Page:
There is only one thing, that makes sounds like this:

A mad Cougar!

30 meters away in the bush!

I waited and listened and had the camera at the ready….

But just the Ravens and Crows submitted to a photo op…..


I saw him/ her the very next morning:

Right after waking up I stumble out onto the deck to hang up the 2 freshly filled Bird feeders onto the lines.(- I have to take them in at night because of the Bears and the Raccoons…)

And that is when I heard loud scratching sounds and cracking of branches and saw him/her come down head over long tail coming down the tall Pine Tree East of the house. Probably he/ she was startled by the noise from the sliding door or clumsy little me.

The last part she jumped to the ground and then away into the bush….

A HUUUUUGE animal! Even bigger with the long tail! The tip of the tail was turned up…

Yesterday evening the Coons did not come as usual. And then, late, almost midnight, 3 adults came. They were nervous, quickly munched some cat food and then were of…. Normally all 6 of them hang around on the deck…..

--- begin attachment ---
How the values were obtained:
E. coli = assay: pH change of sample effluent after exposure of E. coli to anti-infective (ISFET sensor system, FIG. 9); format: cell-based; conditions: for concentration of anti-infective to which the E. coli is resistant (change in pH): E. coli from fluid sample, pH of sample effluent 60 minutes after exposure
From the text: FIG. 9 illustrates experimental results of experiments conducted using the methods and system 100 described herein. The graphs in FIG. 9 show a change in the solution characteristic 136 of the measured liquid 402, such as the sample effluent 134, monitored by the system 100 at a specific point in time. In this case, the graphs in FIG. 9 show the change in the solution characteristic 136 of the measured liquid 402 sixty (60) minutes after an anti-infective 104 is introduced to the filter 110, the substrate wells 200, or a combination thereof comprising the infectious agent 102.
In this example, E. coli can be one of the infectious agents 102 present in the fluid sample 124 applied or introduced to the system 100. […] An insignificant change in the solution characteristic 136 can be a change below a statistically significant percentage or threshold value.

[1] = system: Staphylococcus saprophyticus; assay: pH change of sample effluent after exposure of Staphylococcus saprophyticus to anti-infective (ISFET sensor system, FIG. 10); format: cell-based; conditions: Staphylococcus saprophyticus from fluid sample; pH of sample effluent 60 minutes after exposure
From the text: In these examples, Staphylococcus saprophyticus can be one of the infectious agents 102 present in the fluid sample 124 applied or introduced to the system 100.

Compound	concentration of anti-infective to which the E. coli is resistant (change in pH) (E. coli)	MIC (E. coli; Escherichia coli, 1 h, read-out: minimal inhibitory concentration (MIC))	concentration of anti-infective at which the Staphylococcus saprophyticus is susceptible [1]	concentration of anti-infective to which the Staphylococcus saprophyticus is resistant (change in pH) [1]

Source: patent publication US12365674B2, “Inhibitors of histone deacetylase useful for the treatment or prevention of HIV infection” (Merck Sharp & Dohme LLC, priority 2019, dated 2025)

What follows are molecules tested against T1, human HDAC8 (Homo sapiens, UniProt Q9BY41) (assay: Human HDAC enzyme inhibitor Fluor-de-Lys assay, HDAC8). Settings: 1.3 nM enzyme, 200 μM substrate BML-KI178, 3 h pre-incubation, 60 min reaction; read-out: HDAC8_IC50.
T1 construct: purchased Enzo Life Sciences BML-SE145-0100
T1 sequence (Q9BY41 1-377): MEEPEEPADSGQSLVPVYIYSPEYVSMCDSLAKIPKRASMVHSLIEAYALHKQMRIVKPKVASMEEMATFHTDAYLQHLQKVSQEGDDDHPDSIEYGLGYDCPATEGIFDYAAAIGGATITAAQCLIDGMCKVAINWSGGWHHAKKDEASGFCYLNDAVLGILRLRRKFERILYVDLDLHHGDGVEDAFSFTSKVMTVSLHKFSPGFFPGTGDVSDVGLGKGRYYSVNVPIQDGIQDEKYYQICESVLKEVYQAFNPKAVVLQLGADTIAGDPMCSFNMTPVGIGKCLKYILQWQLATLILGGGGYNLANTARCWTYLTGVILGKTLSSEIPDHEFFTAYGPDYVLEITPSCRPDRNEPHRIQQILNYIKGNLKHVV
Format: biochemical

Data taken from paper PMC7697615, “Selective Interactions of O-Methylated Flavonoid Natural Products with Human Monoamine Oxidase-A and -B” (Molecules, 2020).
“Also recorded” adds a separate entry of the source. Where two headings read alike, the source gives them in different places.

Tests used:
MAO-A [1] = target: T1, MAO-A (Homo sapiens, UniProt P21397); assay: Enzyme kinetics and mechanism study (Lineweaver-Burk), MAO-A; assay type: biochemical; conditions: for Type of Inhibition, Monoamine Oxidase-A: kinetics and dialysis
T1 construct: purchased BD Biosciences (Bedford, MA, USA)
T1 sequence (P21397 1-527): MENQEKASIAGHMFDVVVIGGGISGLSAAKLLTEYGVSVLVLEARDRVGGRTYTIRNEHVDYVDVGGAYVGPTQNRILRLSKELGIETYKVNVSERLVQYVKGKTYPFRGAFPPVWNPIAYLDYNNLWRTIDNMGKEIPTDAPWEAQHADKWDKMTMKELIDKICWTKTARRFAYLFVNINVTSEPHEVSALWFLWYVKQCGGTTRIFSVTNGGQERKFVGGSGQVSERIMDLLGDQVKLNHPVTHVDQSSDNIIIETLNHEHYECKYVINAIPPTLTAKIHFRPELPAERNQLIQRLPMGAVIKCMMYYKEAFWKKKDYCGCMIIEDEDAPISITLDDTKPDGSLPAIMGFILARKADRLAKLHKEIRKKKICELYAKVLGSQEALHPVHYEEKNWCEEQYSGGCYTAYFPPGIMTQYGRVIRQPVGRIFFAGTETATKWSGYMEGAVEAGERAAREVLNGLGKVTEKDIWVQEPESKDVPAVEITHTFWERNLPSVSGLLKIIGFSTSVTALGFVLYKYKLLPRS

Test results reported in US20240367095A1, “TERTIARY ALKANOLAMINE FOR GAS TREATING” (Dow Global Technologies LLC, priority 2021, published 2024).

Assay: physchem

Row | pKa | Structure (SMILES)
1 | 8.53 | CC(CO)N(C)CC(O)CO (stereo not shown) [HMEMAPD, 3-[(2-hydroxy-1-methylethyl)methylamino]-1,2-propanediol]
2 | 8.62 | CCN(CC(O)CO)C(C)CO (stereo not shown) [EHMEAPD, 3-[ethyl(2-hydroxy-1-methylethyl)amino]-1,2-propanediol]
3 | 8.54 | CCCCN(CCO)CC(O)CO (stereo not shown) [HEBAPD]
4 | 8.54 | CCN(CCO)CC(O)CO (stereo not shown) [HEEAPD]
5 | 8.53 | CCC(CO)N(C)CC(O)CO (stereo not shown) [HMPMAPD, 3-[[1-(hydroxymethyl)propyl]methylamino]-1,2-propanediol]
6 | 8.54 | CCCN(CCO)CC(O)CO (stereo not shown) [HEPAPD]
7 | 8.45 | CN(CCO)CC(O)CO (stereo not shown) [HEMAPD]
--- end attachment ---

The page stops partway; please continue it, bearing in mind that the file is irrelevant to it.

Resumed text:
I wonder if the Cougar sticks around in hope of a Raccoon meal?

These encounters , all commung out of the blue, have prompted me to always asociate Cougar/ Mountain Lion with a sudden surprise encounter wth a formidable individual of power and maybe also danger.

Someone to be reconed with, someone who needs a lot of personal space, someone who is fierce and passionate.

Another association I never forgot is, what my Inde’ teacher once told me: Cougar is an Animal of March! Of the change from winter into Spring….

Prairie Dog Medicine = Card 47

Prairie Dog
Waaay back in 1980/81 when I was staying with my Lakota friends on Pine Ridge I had ample opportunity to observe Prairie Dogs in the wild.
Their colonies were everywhere. My Native friends called them Chatter boxes, because of their frequent vocalisations. Usually there is one of them perched on a vantage point, keeping watch. – This camp guard announces the arrival of any Fox, Hawk or other predator with a specific loud warning whistle.